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Old 04-10-2019, 07:08 AM
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Both ways!
hmm... I was told that you never want to turn the gears in the opposite direction they were designed to move, as it causes undue stress to the gear teeth.
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Old 04-10-2019, 11:15 AM
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I doubt you are going to put undue stress if you turn it at moderate rpm with low viscosity fluid for a short period of time.
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Old 04-10-2019, 02:04 PM
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hmm... I was told that you never want to turn the gears in the opposite direction they were designed to move, as it causes undue stress to the gear teeth.
Total BS. You are using your hand or a low speed cordless drill to rotate it. and you are only doing it for like 30 seconds you aren't running the car for 3 hours at 8000 rpm backwards.
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Old 04-10-2019, 02:19 PM
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You're not going to damage the pump rotors by rotating them in the opposite direction of their normal rotation. The pump rotors are hardened and even when they mash up bearing material, they don't look any worse for wear. Here's how I know



So if anybody sees any signs of metal debris on the screen of their pump? They can be assured that there is some significant scoring on the interior body of the pump. That scoring provides additional surface area and clearance for the oil to escape the rotors, reducing the pressure the pump can make.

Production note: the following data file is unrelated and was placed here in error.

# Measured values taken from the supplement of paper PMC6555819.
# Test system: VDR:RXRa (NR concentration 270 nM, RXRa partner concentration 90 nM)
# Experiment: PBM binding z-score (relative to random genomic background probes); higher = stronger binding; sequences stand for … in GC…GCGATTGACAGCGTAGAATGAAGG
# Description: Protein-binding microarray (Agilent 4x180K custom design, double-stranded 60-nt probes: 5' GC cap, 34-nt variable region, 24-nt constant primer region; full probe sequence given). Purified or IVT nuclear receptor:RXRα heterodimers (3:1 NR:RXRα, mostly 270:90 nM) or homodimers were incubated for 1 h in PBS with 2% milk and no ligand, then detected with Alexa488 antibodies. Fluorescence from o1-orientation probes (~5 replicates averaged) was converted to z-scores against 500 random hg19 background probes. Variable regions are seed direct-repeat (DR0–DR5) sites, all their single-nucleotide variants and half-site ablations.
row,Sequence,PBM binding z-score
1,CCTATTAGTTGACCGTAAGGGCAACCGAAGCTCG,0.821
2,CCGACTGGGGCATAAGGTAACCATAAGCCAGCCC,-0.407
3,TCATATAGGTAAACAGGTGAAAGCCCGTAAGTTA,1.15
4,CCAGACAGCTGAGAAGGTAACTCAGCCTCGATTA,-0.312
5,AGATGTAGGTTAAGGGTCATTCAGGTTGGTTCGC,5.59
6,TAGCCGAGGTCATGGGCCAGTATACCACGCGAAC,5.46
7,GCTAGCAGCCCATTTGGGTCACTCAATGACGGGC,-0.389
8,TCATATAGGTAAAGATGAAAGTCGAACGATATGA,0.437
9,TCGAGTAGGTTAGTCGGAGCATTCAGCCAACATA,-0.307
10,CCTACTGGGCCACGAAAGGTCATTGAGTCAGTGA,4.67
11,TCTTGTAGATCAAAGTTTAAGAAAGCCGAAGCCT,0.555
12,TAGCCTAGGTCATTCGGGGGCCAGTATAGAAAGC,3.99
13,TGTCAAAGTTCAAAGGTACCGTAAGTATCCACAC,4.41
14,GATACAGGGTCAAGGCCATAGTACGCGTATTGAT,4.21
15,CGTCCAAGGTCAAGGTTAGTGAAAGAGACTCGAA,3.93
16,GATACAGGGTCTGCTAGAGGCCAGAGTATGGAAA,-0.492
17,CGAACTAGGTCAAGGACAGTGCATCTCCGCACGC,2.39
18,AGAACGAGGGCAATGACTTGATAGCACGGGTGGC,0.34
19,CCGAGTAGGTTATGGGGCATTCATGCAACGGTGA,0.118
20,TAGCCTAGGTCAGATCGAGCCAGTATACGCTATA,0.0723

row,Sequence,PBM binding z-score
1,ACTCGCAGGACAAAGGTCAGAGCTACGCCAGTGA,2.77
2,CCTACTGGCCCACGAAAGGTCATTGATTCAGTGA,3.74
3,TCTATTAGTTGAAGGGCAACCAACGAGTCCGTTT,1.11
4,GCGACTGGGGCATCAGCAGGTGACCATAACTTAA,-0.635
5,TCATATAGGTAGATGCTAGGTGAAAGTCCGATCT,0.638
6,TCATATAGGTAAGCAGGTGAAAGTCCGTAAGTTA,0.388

The pump rotates counterclockwise if anybody really needs to know. The crankshaft turns in a clockwise direction and the crankshaft has a gear on it that meshes with the adjacent intermediate shaft gear. Since the crank gear turns clockwise, that means the intermediate shaft gear is turned counterclockwise. Therefore so do the camshafts turn counterclockwise due to the sprockets on the intermediate shaft turning in the same counterclockwise direction, which is transferred via the chains to the cam sprockets. The end of the intermediate shaft is splined directly to the oil pump via a splined coupling tube and therefore the oil pump also turns counterclockwise.
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Old 04-10-2019, 02:29 PM
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oil pump

That is a great picture of what not to reuse.
Old 04-10-2019, 02:55 PM
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Thanks for all of the feedback everyone!

Mark
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Old 04-10-2019, 06:44 PM
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When the rebuild is due to an engine blow up, you start thinking of a closer examination of the pump's innards and what that stuff may have done to it. Anything short of that isn't likely to damage the pump. Your pressures sound like maybe you found the bearings were really OK when you had it apart, but by then it doesn't make sense not to put in new ones.

Here is to another happy 200K miles.
Old 04-10-2019, 10:16 PM
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And that pump I pictured above seemed just fine by "feel" when you spun it by hand. Any pump with unknown history should be opened for inspection. It's not hard to do and it's worth the peace of mind. Plus nowadays it seems there's more and more asshattery infiltrating the Porsche community and jerks are trying to screw people.

FYI for comparison reference, here's what an unmolested pump body should look like. The above pump was a 964 magnesium pump. The picture below is an aluminum 3.0L SC pump.

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Old 04-11-2019, 07:09 AM